Using Corn Zein to Improve the Quality of Gluten-Free Bread

Aminata Diatta, Purdue University


Cereals are the most highly produced crops in the world and their storage proteins account for up to 50% of the total protein necessary for the nutrition of humans. As the number of people with celiac disease grows and diagnosis of the disease is improved, the development of high quality gluten-free foods is very important. Zein, the prolamin of maize (Zea mays L.) is used in this study in combination with starches to replace some of the functionality of wheat gluten. Zein can be made viscoelastic when it is freed and separated from protein bodies, and when it is moistened above its glass transition temperature and shear is applied. This is due to the fact that, during the mixing of the dough, zein fibers are produced that have some similarity in appearance to wheat glutenin fibers. The objective of this study was to use corn zein, as a viscoelastic protein, to make better quality gluten-free bread; i.e., to add chewiness and cohesiveness to the bread crumb, and to maintain integrity when sliced and used in a sandwich containing high moisture components. The general study design centered around variations of three different types of breads made each in four replicates: wheat as the control, gluten-free without zein, and gluten-free with zein. The ingredients, except yeast, were weighed and moistened, and placed in closed containers and kept overnight in a 35 °C temperature-controlled room, which is above the glass transition temperature of the zein (28°C). Different percentages of corn zein were used (4%, 6%, 8% and 10%). Also, different formulations were used by removing the sodium caseinate or by using whey protein and water instead of milk and eggs to understand how zein acts related to the quality of the breads (Tables 4 and 5). A Texture Analyzer was used to determine textural parameters of the bread crumb structure (hardness, gumminess, springiness and chewiness) after baking and cooling of the breads and also after exposure to moisture (by placing a moistened cotton round between two slices of bread). Overall, the addition of zein to gluten-free bread formulations trended to a firmer bread, though was not matched to the control wheat bread. The addition of 4% and 6% zein to the dough formulation gave breads with hardness close to the hardness of wheat bread. Gluten-free bread without zein, as well as gluten-free with 8% and 10% zein, were less hard than wheat bread. Gluten-free breads were less chewy than wheat bread. Among the gluten-free breads (with or without zein), the ones with 4% and 6% zein were chewier but the difference was not significant. When a moistened cotton round (15 ml of water added) was placed between two slices of bread and kept there for 10 minutes, the wheat bread was firmer than the gluten-free bread with zein which was firmer than the gluten-free without zein. The study findings suggest that corn zein somewhat ameliorates the quality of gluten-free bread when the conditions are met to make the zeins participate to form a viscoelastic network in the dough and bread structure.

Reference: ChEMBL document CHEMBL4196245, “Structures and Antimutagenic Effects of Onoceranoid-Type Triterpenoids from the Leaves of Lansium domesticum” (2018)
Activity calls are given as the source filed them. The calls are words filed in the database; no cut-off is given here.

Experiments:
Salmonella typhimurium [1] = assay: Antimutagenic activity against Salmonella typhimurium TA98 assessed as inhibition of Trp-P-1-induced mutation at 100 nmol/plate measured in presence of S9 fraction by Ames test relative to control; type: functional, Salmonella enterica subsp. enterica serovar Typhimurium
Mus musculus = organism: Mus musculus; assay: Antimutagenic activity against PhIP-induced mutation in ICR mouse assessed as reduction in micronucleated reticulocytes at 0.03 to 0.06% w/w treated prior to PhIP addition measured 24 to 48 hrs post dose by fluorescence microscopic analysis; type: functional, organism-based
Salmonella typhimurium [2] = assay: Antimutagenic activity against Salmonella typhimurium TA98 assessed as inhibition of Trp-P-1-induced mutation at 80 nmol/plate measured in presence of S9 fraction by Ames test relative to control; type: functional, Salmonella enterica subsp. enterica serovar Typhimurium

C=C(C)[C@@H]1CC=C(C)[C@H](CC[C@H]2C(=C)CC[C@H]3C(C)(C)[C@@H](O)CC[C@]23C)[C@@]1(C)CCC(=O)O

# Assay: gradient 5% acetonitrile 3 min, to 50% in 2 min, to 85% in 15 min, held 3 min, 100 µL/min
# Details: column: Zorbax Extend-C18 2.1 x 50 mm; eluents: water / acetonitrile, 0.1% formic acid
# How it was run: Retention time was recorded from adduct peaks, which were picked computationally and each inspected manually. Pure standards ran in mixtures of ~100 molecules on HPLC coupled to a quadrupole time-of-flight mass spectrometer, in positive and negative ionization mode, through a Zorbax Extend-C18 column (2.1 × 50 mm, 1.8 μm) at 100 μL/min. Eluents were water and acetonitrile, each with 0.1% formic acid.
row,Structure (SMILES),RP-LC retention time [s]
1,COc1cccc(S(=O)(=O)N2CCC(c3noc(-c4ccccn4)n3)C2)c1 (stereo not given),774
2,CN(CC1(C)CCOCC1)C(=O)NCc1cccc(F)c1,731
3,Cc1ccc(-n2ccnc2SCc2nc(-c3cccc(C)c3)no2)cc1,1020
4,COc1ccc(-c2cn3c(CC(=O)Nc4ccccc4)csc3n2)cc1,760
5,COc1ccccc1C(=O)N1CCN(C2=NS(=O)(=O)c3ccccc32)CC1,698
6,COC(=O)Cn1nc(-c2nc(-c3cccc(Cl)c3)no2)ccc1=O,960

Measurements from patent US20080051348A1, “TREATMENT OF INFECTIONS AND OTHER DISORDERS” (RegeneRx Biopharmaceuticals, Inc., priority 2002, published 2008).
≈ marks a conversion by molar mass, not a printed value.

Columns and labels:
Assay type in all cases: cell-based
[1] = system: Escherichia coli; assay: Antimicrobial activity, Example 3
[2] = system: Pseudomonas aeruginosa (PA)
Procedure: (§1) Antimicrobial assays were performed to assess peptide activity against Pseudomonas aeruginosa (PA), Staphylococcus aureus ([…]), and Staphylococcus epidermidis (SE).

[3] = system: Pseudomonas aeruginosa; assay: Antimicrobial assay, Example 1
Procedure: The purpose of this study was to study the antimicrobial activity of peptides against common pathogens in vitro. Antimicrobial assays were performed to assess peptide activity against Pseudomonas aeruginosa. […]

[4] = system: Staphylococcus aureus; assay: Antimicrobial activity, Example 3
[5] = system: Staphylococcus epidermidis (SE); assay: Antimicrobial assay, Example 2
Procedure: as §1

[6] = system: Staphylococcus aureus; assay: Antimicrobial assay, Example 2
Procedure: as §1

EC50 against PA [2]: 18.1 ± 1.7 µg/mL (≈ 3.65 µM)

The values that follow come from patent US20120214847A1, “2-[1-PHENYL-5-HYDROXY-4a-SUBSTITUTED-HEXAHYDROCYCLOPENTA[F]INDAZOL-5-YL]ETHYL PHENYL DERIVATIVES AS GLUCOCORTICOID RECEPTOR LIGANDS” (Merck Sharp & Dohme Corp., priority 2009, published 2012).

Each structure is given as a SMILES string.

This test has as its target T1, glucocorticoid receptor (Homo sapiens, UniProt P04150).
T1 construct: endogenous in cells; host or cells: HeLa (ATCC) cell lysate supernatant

Hamaker, Purdue University.

Subject Area

Food Science

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